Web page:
The men taken into custody late last night also are suspected of supporting the al-Mahdi militia, which is controlled by Muqtada al-Sadr, the Iraqi rebel Shiite cleric, said British military spokesman Major Steven Melbourne. The militia has been accused of carrying out such attacks with help from neighbouring Iran.
Melbourne declined to provide any other details about the raid, which apparently was peaceful, or say what would happen to the detainees.
In London, the Ministry of Defence confirmed the raid.
Yesterday, Prime Minister Tony Blair said Government suspects that Iran and Lebanon's Hezbollah might be supplying technology and explosives to Shiite Muslim militant groups operating in Iraq, but he provided no proof.
Sheik Khalil Al-Maliki, a member of the al-Mahdi militia, told The Associated Press that British soldiers and tanks raided the home of police officer Ali Eliwi just after midnight, detaining him and 11 other Iraqis there and seizing their weapons. "I think the reason is the recent British claim about Iranian interference in Iraqi affairs," Al-Maliki said.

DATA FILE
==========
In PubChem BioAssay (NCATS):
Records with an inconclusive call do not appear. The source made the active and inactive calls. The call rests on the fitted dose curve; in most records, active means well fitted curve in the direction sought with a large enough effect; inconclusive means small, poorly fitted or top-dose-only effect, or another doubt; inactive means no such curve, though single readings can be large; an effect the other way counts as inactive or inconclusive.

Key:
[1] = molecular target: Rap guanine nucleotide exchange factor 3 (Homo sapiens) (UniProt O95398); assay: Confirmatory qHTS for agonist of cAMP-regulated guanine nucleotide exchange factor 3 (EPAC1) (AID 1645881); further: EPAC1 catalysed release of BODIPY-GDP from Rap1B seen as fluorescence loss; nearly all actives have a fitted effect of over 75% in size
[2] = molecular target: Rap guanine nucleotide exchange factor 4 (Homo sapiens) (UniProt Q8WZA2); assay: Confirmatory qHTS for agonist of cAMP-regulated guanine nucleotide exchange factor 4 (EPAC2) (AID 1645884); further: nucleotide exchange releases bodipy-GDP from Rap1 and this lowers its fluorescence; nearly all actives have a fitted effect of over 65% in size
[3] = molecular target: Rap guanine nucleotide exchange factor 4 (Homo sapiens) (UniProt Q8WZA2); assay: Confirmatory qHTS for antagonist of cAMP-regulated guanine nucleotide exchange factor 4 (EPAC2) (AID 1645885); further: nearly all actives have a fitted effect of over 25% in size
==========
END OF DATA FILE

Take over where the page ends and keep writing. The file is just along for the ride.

British and US forces have been attacked in recent months by roadside bombs packed with "shaped charges," which are much more deadly than conventional roadside bombs.
Such attacks have killed six British troops since July, and late last month two US Army soldiers were killed when a bomb exploded near their vehicle in Shaibah, a town near Basra.
The arrests in Basra last night could increase tensions between the 8,500 British troops in Iraq and the provincial government and people of Basra, Iraq's second largest city.Reuse content